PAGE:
University Of Alabama Alpha Phi Recruitment Video Under Fire

The women of University of Alabama’s Alpha Phi sorority are under fire¬†after sharing their recruitment video on YouTube. People on the Internet were slammed the video for featuring mainly white women partying and attending events in the sorority’s house for lacking racial diversity in its 72 members as well as its supposed sexual nature. A writer for Al.com published an op-ed and called the video “worse for women than Donald Trump.”
These young women, with all their flouncing and hair-flipping, are making it so terribly difficult for anyone to take them seriously, now or in the future. The video lacks any mention of core ideals or service and philanthropy efforts. It lacks substance but boasts bodies. It’s the kind of thing that subconsciously educates young men on how to perceive, and subsequently treat, women in their lives. It’s the kind of thing I never want my young daughters to see or emulate.
The video has been deleted from the sorority’s page, but the full video can be found on other YouTube channels.[youtube https://www.youtube.com/watch?v=wBf6BUQzYgA&w=640&h=360]

Many commented on Bailey’s piece, calling out the girls for looking like “ex porn starlets,” while others pointed out how the video only adds to the argument that the sororities and fraternities lack diversity, saying:

Bad look for the University of Alabama in light of the issue of diversity of the Greek system. Not enough thought was put into production of this video. The sorority did not think that they are not only representing themselves, but the University as a whole!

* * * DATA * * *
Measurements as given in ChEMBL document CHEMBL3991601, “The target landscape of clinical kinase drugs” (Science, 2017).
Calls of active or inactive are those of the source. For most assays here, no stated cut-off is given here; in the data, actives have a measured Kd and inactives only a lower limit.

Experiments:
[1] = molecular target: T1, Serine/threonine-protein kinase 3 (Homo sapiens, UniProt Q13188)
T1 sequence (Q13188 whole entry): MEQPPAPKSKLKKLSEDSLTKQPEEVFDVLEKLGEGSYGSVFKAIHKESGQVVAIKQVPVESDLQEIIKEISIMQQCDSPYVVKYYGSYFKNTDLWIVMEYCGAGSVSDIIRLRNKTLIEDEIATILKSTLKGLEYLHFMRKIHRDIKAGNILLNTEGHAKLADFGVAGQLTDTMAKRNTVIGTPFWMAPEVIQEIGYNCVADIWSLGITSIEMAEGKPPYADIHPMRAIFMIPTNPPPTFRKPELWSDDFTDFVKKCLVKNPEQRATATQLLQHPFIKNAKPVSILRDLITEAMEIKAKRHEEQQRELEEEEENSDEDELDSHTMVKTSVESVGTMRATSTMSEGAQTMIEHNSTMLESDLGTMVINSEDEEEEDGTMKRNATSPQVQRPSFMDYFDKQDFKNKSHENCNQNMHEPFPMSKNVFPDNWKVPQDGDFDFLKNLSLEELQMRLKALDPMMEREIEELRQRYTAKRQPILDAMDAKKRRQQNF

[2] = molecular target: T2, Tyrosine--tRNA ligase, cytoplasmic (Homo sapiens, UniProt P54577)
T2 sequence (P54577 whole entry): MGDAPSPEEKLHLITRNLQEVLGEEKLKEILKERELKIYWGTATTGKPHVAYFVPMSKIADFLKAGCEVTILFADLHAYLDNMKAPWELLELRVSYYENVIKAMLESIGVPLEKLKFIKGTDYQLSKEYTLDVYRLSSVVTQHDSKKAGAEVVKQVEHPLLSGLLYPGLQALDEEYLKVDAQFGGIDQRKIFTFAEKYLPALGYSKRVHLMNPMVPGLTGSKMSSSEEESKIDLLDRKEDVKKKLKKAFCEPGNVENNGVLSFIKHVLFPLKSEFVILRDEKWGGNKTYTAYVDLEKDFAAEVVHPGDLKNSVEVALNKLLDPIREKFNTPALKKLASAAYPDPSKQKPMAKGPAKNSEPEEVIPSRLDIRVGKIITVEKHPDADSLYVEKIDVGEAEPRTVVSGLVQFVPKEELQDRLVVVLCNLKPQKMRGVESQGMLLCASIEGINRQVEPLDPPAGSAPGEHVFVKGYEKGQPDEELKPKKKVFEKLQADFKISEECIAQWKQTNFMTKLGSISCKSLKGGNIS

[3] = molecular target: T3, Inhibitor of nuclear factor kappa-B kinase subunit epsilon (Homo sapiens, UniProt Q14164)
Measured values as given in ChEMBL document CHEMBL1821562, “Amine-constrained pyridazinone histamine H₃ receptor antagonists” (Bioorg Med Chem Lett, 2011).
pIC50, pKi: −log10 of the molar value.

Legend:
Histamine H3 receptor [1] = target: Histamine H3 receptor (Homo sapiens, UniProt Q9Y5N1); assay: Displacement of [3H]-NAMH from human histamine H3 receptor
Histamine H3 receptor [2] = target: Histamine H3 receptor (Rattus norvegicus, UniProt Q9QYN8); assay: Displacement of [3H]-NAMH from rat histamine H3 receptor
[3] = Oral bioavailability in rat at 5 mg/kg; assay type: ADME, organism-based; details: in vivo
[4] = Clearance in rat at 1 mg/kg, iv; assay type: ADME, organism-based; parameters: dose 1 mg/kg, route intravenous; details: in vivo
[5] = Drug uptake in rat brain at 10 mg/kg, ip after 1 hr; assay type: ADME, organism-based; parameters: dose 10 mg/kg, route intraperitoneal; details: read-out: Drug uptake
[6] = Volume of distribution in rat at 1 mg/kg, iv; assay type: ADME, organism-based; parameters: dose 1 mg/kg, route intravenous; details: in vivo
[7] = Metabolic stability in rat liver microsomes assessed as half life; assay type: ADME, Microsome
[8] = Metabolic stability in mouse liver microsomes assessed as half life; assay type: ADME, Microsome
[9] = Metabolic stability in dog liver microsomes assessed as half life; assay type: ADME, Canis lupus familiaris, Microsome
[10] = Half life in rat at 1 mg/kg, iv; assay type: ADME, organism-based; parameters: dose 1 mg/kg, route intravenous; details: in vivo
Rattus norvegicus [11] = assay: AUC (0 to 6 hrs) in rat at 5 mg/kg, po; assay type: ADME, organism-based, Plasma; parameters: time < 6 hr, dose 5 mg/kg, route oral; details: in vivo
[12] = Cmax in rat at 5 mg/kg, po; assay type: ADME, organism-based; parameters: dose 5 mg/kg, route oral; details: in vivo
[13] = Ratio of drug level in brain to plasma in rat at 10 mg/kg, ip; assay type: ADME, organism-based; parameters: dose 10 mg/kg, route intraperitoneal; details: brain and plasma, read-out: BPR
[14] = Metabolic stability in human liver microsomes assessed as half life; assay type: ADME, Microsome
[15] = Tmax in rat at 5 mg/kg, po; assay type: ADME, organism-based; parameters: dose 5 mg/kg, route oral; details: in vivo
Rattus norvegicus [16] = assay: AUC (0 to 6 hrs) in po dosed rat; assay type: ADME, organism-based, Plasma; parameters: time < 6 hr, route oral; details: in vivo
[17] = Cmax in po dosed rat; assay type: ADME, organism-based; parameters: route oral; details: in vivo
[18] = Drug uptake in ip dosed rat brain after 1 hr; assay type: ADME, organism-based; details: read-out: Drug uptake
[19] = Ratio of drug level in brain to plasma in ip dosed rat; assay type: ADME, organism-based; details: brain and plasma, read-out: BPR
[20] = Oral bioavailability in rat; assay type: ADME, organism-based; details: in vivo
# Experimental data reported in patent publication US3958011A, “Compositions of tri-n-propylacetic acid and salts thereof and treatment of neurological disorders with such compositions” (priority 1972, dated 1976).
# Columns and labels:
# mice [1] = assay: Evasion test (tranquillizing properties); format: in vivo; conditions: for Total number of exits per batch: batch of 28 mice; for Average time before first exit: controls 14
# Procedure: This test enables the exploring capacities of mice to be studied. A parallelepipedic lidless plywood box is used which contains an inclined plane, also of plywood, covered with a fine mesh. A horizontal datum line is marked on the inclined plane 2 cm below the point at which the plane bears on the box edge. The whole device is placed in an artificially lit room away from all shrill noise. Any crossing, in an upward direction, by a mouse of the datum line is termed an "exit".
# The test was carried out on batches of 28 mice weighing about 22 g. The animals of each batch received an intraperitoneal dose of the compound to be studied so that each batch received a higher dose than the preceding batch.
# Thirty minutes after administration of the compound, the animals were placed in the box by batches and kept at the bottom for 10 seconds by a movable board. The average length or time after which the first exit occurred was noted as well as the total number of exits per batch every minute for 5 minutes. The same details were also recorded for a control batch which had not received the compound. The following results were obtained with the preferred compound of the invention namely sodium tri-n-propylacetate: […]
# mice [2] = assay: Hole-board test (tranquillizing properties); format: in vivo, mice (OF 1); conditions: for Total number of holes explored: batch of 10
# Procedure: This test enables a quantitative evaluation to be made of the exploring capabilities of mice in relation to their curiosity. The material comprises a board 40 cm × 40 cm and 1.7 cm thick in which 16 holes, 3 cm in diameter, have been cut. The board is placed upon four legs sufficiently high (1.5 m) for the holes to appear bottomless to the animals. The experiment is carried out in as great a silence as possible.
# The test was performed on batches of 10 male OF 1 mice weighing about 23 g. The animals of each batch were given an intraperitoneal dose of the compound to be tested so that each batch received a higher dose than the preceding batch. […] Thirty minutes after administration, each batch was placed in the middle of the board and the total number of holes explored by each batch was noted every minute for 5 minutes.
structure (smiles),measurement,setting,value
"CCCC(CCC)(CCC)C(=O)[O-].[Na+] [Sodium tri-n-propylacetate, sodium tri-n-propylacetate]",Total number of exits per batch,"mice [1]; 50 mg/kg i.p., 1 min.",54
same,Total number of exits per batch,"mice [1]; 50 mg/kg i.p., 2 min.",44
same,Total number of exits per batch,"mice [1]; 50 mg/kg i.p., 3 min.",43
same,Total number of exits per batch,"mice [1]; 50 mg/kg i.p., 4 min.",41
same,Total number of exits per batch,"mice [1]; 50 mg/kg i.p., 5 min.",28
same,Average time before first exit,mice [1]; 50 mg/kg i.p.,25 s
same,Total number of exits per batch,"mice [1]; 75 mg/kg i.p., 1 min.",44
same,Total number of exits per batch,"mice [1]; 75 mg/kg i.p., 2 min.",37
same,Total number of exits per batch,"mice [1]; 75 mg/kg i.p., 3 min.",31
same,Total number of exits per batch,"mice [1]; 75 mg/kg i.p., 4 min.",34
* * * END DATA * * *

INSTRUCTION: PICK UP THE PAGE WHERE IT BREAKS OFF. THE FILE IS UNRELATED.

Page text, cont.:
Others, however, defended the women:

While diversity might be an issue since diverse women don’t go through recruitment, you can’t blame that on these women. They filmed the women of their sorority. Plus, please stop taking the weight of the world off their shoulders. They were showing themselves having fun. If someone takes piggyback rides as something sexual, well that’s on them.

No disciplinary actions have been taken against the sorority, but Associate Vice President Deborah M. Lane released a statement saying the video does not reflect “UA’s expectations for student organizations to be responsible digital citizens.”
The controversy hasn’t affected the college’s recruitment, as the University of Alabama added a record 2,261 women to the sorority system over the weekend. A spokesperson for the university told AL.com that 214 of the women are minorities.


  • 10614935101348454